Those wedding websites are also chock full of nonsense and many budget articles (or any articles for that matter) are written by people with no wedding industry experience. It’s like going to Web MD for advice instead of your doctor. You end up with cancer every time. National averages, what people are paying, where do these numbers even come from? I was never part of a poll and none of my brides were either. Has Quinnipiac ever called you for anything? No, right? So that means the margin of error has to be about a billion.
The first step to figuring out your budget is to turn off all the noise and discuss with your fiancé whom is paying for what. When you buy a house and you go on Zillow, you know what you can spend up to and you don’t need to know what the average house price is. You’re going to put in a number and Zillow will give you what you can afford. Wedding planning is the same exact way. You come up with a number, bring it to vendors and they will tell you what you will get for that number. Never, ever (like ever) go to a vendor without a number in mind.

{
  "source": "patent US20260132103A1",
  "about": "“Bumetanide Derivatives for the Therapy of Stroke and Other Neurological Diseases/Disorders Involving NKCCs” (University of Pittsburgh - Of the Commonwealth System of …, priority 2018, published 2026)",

I’m sure plenty of you are terrified and think (because the wedding websites put this in your head) that if you go to a vendor with your maximum number, they are going to go up to that number minus a few hundred. This isn’t like buying a car and you’re not dealing with some sleazy salesperson. To make you more comfortable, go in with a range that you are willing and able to spend and take it from there. There is no point in visiting venues that start at $295 per person (plus plus) when you only budgeted $150 per person all in. Don’t waste anyone’s time here, including your own. Know your numbers before you do anything.